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Problem Addressed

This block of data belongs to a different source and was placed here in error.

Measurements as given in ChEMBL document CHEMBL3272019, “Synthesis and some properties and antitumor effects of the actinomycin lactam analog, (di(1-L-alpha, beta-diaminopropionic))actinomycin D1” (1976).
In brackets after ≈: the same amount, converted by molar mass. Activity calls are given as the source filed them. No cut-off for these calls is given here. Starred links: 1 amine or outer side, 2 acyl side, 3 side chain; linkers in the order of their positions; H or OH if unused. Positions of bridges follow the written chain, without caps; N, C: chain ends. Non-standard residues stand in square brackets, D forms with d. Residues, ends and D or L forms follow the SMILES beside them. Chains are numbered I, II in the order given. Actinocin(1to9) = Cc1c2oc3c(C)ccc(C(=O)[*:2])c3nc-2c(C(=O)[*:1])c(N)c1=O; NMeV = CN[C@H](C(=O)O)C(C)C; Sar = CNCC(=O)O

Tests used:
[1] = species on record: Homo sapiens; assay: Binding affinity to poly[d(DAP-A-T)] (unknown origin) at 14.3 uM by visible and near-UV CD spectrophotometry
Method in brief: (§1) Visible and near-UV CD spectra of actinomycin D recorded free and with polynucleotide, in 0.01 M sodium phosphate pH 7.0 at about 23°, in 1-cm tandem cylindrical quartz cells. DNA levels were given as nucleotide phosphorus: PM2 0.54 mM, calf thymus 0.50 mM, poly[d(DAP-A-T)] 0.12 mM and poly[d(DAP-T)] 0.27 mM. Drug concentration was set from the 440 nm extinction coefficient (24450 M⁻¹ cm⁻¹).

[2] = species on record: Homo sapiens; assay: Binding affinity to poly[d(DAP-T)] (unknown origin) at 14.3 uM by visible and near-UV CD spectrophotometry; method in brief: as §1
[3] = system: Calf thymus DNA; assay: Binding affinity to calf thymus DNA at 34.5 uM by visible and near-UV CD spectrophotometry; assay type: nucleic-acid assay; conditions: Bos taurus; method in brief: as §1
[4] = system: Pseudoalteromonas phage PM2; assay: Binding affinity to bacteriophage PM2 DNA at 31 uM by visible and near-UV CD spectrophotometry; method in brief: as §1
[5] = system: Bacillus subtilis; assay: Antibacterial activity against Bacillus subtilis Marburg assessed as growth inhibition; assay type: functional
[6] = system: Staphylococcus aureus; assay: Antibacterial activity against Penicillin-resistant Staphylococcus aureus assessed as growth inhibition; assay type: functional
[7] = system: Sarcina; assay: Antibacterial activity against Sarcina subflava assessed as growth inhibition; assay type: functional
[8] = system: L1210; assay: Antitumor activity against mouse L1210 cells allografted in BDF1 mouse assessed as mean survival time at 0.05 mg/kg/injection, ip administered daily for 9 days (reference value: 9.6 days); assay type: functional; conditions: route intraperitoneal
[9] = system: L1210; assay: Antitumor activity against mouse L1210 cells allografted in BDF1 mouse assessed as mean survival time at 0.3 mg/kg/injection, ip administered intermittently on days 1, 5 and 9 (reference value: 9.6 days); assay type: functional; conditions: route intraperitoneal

The global prevalence of contaminated water resources by organic pollutants, such as pesticides, dyes, pharmaceuticals, and endocrine disrupting compounds has raised concerns about potential deleterious effects on the environment and on human health. Electrochemically controlled processes, such as capacitive deionization are promising candidates for wastewater management and desalination. However, these processes rely on electrostatic interactions between the electrode and the target pollutant. These processes are not applicable to uncharged organic pollutants, which constitute the majority of industrial and municipal water contaminants, including dyes, pesticides, pharmaceuticals, and carcinogenic aromatics. High separation efficiencies for the removal of organics from water have been achieved using conventional processes such as adsorption, distillation, and solvent extraction, as well as more recent technologies such as advanced oxidation treatment and membrane separation. However, the overall separation processes inherently associated with these methods usually involve energy-intensive steps and/or environmentally unfriendly processes. This technology incorporates exquisite electrical control into separation of uncharged molecules from water and has higher energy efficiencies and lower environmental costs than established methods for separating neutral organics from water.